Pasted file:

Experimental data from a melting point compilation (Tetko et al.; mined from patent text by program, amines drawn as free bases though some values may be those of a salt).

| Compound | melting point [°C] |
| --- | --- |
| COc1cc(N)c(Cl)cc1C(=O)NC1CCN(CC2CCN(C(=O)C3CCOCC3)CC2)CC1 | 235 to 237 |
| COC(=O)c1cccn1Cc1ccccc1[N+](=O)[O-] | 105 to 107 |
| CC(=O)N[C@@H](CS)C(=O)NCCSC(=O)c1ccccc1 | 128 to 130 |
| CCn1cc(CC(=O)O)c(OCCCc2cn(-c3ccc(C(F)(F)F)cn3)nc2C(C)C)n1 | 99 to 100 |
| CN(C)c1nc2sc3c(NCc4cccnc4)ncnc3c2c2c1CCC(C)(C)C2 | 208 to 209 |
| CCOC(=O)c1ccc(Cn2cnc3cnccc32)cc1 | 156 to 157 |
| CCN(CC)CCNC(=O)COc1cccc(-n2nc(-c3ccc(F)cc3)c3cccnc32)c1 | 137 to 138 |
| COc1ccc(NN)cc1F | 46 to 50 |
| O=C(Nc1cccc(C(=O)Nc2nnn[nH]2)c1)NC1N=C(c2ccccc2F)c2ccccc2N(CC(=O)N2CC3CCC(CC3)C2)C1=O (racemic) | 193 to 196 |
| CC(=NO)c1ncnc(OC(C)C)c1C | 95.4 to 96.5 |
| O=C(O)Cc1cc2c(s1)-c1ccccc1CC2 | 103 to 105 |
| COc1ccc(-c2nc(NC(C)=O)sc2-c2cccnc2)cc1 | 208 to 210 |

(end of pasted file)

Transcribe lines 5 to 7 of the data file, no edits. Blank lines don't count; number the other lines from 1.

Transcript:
| COC(=O)c1cccn1Cc1ccccc1[N+](=O)[O-] | 105 to 107 |
| CC(=O)N[C@@H](CS)C(=O)NCCSC(=O)c1ccccc1 | 128 to 130 |
| CCn1cc(CC(=O)O)c(OCCCc2cn(-c3ccc(C(F)(F)F)cn3)nc2C(C)C)n1 | 99 to 100 |